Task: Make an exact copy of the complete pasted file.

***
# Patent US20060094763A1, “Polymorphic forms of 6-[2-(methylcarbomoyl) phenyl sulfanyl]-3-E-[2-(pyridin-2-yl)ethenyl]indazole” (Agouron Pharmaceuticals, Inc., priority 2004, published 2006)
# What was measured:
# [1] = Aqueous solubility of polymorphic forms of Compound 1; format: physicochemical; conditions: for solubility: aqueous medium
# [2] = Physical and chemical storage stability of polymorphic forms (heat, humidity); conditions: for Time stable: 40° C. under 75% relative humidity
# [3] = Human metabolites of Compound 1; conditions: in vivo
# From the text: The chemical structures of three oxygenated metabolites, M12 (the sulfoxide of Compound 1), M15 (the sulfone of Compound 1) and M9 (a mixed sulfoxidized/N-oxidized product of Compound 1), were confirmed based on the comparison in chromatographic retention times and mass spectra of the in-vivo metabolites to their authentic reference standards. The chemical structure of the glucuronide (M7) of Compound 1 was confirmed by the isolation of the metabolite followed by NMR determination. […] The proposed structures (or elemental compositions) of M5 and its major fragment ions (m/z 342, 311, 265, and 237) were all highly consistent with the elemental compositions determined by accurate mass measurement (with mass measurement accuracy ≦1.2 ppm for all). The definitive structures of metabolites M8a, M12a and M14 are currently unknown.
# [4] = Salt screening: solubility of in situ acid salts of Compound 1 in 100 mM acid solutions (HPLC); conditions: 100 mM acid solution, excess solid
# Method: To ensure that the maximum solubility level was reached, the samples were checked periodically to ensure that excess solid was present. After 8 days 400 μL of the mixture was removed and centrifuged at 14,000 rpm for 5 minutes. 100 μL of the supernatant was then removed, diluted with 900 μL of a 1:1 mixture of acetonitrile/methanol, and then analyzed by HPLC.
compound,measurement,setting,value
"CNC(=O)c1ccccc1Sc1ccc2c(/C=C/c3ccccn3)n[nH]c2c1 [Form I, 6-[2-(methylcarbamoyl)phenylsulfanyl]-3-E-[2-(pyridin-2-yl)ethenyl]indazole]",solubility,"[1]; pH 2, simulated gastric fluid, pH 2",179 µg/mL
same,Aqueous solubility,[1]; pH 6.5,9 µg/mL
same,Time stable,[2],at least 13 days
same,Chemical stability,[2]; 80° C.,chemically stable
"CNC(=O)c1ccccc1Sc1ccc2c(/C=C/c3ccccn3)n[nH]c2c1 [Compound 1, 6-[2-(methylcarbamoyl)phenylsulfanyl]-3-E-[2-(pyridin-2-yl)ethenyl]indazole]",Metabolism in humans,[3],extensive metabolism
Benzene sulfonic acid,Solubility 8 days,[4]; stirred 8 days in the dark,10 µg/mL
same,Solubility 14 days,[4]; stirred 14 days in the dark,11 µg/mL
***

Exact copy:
# Patent US20060094763A1, “Polymorphic forms of 6-[2-(methylcarbomoyl) phenyl sulfanyl]-3-E-[2-(pyridin-2-yl)ethenyl]indazole” (Agouron Pharmaceuticals, Inc., priority 2004, published 2006)
# What was measured:
# [1] = Aqueous solubility of polymorphic forms of Compound 1; format: physicochemical; conditions: for solubility: aqueous medium
# [2] = Physical and chemical storage stability of polymorphic forms (heat, humidity); conditions: for Time stable: 40° C. under 75% relative humidity
# [3] = Human metabolites of Compound 1; conditions: in vivo
# From the text: The chemical structures of three oxygenated metabolites, M12 (the sulfoxide of Compound 1), M15 (the sulfone of Compound 1) and M9 (a mixed sulfoxidized/N-oxidized product of Compound 1), were confirmed based on the comparison in chromatographic retention times and mass spectra of the in-vivo metabolites to their authentic reference standards. The chemical structure of the glucuronide (M7) of Compound 1 was confirmed by the isolation of the metabolite followed by NMR determination. […] The proposed structures (or elemental compositions) of M5 and its major fragment ions (m/z 342, 311, 265, and 237) were all highly consistent with the elemental compositions determined by accurate mass measurement (with mass measurement accuracy ≦1.2 ppm for all). The definitive structures of metabolites M8a, M12a and M14 are currently unknown.
# [4] = Salt screening: solubility of in situ acid salts of Compound 1 in 100 mM acid solutions (HPLC); conditions: 100 mM acid solution, excess solid
# Method: To ensure that the maximum solubility level was reached, the samples were checked periodically to ensure that excess solid was present. After 8 days 400 μL of the mixture was removed and centrifuged at 14,000 rpm for 5 minutes. 100 μL of the supernatant was then removed, diluted with 900 μL of a 1:1 mixture of acetonitrile/methanol, and then analyzed by HPLC.
compound,measurement,setting,value
"CNC(=O)c1ccccc1Sc1ccc2c(/C=C/c3ccccn3)n[nH]c2c1 [Form I, 6-[2-(methylcarbamoyl)phenylsulfanyl]-3-E-[2-(pyridin-2-yl)ethenyl]indazole]",solubility,"[1]; pH 2, simulated gastric fluid, pH 2",179 µg/mL
same,Aqueous solubility,[1]; pH 6.5,9 µg/mL
same,Time stable,[2],at least 13 days
same,Chemical stability,[2]; 80° C.,chemically stable
"CNC(=O)c1ccccc1Sc1ccc2c(/C=C/c3ccccn3)n[nH]c2c1 [Compound 1, 6-[2-(methylcarbamoyl)phenylsulfanyl]-3-E-[2-(pyridin-2-yl)ethenyl]indazole]",Metabolism in humans,[3],extensive metabolism
Benzene sulfonic acid,Solubility 8 days,[4]; stirred 8 days in the dark,10 µg/mL
same,Solubility 14 days,[4]; stirred 14 days in the dark,11 µg/mL